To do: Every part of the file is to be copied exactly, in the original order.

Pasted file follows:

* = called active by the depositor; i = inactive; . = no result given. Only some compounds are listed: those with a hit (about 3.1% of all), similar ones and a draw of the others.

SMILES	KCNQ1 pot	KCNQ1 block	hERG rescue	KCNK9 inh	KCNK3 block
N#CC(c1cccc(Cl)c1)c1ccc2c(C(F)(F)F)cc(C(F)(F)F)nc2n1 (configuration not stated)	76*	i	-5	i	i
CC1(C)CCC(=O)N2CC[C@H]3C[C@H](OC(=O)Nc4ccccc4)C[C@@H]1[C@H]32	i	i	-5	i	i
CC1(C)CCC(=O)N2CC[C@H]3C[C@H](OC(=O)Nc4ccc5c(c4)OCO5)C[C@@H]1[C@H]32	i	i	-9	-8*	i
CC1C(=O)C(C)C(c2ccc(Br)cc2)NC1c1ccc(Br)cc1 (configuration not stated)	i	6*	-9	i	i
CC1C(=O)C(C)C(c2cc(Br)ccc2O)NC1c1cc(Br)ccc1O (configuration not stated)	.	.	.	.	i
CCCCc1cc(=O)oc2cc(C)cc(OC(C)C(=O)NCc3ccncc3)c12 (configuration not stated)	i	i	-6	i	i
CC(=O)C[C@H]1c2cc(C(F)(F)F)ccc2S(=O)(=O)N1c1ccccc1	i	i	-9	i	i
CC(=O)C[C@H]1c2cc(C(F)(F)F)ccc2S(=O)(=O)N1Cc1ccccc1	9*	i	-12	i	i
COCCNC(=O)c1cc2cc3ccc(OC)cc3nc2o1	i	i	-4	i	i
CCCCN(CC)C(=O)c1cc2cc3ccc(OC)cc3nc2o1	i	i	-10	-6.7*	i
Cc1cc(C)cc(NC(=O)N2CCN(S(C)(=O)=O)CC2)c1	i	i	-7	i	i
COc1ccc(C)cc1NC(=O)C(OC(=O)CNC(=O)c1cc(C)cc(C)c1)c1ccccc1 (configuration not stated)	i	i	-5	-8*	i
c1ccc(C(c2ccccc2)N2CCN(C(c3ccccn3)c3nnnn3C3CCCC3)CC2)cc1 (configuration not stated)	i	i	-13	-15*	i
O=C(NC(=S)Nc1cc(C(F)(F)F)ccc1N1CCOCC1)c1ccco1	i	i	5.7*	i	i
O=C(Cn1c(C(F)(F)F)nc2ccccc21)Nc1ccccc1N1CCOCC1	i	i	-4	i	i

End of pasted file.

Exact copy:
* = called active by the depositor; i = inactive; . = no result given. Only some compounds are listed: those with a hit (about 3.1% of all), similar ones and a draw of the others.

SMILES	KCNQ1 pot	KCNQ1 block	hERG rescue	KCNK9 inh	KCNK3 block
N#CC(c1cccc(Cl)c1)c1ccc2c(C(F)(F)F)cc(C(F)(F)F)nc2n1 (configuration not stated)	76*	i	-5	i	i
CC1(C)CCC(=O)N2CC[C@H]3C[C@H](OC(=O)Nc4ccccc4)C[C@@H]1[C@H]32	i	i	-5	i	i
CC1(C)CCC(=O)N2CC[C@H]3C[C@H](OC(=O)Nc4ccc5c(c4)OCO5)C[C@@H]1[C@H]32	i	i	-9	-8*	i
CC1C(=O)C(C)C(c2ccc(Br)cc2)NC1c1ccc(Br)cc1 (configuration not stated)	i	6*	-9	i	i
CC1C(=O)C(C)C(c2cc(Br)ccc2O)NC1c1cc(Br)ccc1O (configuration not stated)	.	.	.	.	i
CCCCc1cc(=O)oc2cc(C)cc(OC(C)C(=O)NCc3ccncc3)c12 (configuration not stated)	i	i	-6	i	i
CC(=O)C[C@H]1c2cc(C(F)(F)F)ccc2S(=O)(=O)N1c1ccccc1	i	i	-9	i	i
CC(=O)C[C@H]1c2cc(C(F)(F)F)ccc2S(=O)(=O)N1Cc1ccccc1	9*	i	-12	i	i
COCCNC(=O)c1cc2cc3ccc(OC)cc3nc2o1	i	i	-4	i	i
CCCCN(CC)C(=O)c1cc2cc3ccc(OC)cc3nc2o1	i	i	-10	-6.7*	i
Cc1cc(C)cc(NC(=O)N2CCN(S(C)(=O)=O)CC2)c1	i	i	-7	i	i
COc1ccc(C)cc1NC(=O)C(OC(=O)CNC(=O)c1cc(C)cc(C)c1)c1ccccc1 (configuration not stated)	i	i	-5	-8*	i
c1ccc(C(c2ccccc2)N2CCN(C(c3ccccn3)c3nnnn3C3CCCC3)CC2)cc1 (configuration not stated)	i	i	-13	-15*	i
O=C(NC(=S)Nc1cc(C(F)(F)F)ccc1N1CCOCC1)c1ccco1	i	i	5.7*	i	i
O=C(Cn1c(C(F)(F)F)nc2ccccc21)Nc1ccccc1N1CCOCC1	i	i	-4	i	i